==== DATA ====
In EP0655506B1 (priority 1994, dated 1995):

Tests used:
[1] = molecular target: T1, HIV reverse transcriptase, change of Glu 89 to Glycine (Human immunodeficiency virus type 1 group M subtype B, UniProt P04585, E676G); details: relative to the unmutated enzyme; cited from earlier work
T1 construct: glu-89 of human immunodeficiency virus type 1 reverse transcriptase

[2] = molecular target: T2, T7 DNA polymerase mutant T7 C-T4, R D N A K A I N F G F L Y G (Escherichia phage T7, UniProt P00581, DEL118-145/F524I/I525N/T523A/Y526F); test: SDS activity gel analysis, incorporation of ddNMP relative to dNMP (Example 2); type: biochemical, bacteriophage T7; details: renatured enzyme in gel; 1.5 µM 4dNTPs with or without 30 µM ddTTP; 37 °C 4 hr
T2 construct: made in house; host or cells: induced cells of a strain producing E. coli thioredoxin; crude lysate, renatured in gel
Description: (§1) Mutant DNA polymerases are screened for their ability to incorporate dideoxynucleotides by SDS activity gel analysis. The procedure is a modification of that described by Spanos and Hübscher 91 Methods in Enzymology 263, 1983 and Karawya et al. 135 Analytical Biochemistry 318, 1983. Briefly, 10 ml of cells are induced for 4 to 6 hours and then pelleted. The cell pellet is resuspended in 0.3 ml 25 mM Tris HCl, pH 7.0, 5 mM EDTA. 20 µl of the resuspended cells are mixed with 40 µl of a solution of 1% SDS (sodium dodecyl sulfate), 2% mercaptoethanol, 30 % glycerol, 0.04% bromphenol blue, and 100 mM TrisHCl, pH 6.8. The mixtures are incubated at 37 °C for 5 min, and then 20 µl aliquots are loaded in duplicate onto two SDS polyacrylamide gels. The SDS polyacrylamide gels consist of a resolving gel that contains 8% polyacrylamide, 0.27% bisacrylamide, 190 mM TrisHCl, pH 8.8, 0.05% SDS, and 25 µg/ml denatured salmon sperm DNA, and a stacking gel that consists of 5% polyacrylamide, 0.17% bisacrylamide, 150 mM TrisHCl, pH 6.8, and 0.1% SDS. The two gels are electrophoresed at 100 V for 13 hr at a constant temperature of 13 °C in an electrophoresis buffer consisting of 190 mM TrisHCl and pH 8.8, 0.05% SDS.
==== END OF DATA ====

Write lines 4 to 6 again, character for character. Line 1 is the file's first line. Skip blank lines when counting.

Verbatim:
T1 construct: glu-89 of human immunodeficiency virus type 1 reverse transcriptase

[2] = molecular target: T2, T7 DNA polymerase mutant T7 C-T4, R D N A K A I N F G F L Y G (Escherichia phage T7, UniProt P00581, DEL118-145/F524I/I525N/T523A/Y526F); test: SDS activity gel analysis, incorporation of ddNMP relative to dNMP (Example 2); type: biochemical, bacteriophage T7; details: renatured enzyme in gel; 1.5 µM 4dNTPs with or without 30 µM ddTTP; 37 °C 4 hr
T2 construct: made in house; host or cells: induced cells of a strain producing E. coli thioredoxin; crude lysate, renatured in gel